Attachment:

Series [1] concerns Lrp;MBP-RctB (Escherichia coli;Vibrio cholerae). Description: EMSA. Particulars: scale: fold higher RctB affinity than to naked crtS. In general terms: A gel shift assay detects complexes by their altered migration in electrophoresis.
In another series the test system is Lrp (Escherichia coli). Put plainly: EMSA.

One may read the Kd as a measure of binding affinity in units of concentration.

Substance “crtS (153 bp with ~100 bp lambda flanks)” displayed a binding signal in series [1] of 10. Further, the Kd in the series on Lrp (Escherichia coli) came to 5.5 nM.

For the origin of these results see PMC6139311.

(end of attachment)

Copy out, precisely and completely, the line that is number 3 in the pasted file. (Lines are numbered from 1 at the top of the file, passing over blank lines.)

One may read the Kd as a measure of binding affinity in units of concentration.